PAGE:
Our work focuses on using techniques of functional genomics to better understand which DNA variants found in patients with inherited retinal disorders are pathogenic. In fact, characterizing the pathogenicity of DNA sequence variants of unknown significance (VUS) is a major bottleneck in human genetics, and is increasingly important in determining which patients with inherited retinal diseases could benefit from gene therapy. For example, a library of 210 rhodopsin (RHO) variants from literature and in-house genetic diagnostic testing was created to efficiently detect pathogenic RHO variants that fail to express on the cell surface. The resulting dataset characterized surface expression of every RHO library variant with a high degree of reproducibility, recategorizing 37 variants. Three retinitis pigmentosa pedigrees were solved by identifying VUS which showed low expression levels. Results were validated across multiple assays and correlated with clinical disease severity. This is just one example of how functional genomics can be applied to understanding VUS in IRDs.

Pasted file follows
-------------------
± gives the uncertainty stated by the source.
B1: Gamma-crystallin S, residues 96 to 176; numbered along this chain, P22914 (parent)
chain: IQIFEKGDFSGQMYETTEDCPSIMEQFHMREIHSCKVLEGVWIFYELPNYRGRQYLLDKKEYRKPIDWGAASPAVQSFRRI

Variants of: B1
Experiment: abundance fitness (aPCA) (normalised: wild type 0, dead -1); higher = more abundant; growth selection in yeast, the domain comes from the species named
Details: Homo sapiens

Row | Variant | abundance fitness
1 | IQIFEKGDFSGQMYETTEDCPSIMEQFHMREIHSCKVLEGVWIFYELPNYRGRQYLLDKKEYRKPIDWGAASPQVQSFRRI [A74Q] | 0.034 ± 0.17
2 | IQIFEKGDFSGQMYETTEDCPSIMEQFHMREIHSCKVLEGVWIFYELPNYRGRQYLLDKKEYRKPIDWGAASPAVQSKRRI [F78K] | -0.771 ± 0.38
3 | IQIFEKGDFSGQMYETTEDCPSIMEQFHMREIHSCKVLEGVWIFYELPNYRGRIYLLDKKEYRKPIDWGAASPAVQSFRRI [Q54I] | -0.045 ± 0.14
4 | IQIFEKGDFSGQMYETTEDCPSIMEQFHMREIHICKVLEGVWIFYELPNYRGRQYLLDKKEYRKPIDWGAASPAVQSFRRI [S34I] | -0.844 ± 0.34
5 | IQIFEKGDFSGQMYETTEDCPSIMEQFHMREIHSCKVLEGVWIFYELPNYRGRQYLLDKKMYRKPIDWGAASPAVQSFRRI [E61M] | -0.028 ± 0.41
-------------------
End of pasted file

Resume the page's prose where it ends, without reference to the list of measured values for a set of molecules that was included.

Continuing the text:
Newer projects include base editing to correct missense mutations which cause inherited retinal diseases. We also work on collaborative projects to improve the delivery of gene therapy vectors to the retina in higher animals.